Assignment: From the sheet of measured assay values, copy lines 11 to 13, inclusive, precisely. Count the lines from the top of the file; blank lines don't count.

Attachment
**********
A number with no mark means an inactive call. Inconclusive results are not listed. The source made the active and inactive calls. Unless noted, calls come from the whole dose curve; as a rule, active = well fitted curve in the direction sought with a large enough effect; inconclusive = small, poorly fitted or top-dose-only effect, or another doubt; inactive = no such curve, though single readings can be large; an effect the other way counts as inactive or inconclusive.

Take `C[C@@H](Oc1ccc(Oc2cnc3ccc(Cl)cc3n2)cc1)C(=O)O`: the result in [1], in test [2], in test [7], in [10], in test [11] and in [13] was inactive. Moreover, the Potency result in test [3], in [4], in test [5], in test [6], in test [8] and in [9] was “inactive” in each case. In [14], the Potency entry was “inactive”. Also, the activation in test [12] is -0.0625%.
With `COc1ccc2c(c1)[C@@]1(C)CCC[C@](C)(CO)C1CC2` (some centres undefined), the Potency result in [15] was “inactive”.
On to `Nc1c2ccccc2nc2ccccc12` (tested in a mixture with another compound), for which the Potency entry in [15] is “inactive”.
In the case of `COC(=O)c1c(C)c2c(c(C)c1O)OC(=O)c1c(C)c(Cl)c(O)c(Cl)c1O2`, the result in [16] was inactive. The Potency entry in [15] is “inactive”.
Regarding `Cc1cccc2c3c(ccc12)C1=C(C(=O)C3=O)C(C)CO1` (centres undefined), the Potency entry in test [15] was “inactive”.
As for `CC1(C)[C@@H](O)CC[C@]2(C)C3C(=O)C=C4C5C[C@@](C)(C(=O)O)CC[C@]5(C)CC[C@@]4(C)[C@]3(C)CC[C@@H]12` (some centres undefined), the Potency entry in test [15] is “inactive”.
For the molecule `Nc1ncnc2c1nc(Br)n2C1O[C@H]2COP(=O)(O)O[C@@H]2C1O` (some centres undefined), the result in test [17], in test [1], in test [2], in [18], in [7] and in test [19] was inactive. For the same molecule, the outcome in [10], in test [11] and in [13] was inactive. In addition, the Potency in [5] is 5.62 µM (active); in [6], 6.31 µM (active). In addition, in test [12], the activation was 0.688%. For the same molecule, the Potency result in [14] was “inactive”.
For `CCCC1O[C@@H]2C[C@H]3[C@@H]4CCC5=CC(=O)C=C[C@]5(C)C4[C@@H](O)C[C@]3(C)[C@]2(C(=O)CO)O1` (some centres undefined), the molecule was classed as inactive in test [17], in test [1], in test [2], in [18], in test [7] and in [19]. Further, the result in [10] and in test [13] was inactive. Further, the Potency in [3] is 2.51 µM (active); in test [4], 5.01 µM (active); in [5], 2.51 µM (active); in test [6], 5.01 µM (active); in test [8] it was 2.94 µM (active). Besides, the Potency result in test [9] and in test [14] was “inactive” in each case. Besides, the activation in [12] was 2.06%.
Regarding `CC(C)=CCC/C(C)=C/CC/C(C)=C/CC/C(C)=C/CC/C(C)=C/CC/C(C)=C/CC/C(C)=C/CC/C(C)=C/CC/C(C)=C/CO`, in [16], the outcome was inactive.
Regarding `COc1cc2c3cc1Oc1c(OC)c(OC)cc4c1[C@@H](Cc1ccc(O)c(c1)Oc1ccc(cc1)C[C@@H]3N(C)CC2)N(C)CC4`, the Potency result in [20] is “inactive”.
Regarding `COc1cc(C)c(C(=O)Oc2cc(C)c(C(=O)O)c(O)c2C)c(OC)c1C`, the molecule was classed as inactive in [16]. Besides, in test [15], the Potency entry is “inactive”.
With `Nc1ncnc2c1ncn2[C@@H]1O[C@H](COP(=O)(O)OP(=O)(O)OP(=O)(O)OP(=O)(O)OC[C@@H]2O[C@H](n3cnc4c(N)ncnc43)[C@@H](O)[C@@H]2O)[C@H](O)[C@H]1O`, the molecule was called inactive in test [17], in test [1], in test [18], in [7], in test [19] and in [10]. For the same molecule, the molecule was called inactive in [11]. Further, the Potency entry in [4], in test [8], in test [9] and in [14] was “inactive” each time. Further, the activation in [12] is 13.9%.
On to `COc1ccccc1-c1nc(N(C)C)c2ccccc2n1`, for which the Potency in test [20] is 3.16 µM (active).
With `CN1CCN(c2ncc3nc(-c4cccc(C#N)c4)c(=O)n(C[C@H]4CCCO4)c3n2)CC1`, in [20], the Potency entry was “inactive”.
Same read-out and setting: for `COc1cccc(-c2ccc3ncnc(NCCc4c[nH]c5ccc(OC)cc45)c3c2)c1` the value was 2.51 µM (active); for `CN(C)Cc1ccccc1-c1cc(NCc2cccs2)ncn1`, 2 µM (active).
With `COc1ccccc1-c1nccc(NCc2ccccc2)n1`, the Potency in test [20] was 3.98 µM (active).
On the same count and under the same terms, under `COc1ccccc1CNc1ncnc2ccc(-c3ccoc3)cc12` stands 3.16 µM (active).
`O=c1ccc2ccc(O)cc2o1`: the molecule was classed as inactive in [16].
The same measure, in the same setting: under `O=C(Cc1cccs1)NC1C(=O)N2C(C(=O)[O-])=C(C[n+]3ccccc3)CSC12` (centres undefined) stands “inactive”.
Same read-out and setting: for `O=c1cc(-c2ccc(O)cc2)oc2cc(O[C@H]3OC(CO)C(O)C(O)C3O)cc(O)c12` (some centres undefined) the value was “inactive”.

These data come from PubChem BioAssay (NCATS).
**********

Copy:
Regarding `COc1cc2c3cc1Oc1c(OC)c(OC)cc4c1[C@@H](Cc1ccc(O)c(c1)Oc1ccc(cc1)C[C@@H]3N(C)CC2)N(C)CC4`, the Potency result in [20] is “inactive”.
Regarding `COc1cc(C)c(C(=O)Oc2cc(C)c(C(=O)O)c(O)c2C)c(OC)c1C`, the molecule was classed as inactive in [16]. Besides, in test [15], the Potency entry is “inactive”.
With `Nc1ncnc2c1ncn2[C@@H]1O[C@H](COP(=O)(O)OP(=O)(O)OP(=O)(O)OP(=O)(O)OC[C@@H]2O[C@H](n3cnc4c(N)ncnc43)[C@@H](O)[C@@H]2O)[C@H](O)[C@H]1O`, the molecule was called inactive in test [17], in test [1], in test [18], in [7], in test [19] and in [10]. For the same molecule, the molecule was called inactive in [11]. Further, the Potency entry in [4], in test [8], in test [9] and in [14] was “inactive” each time. Further, the activation in [12] is 13.9%.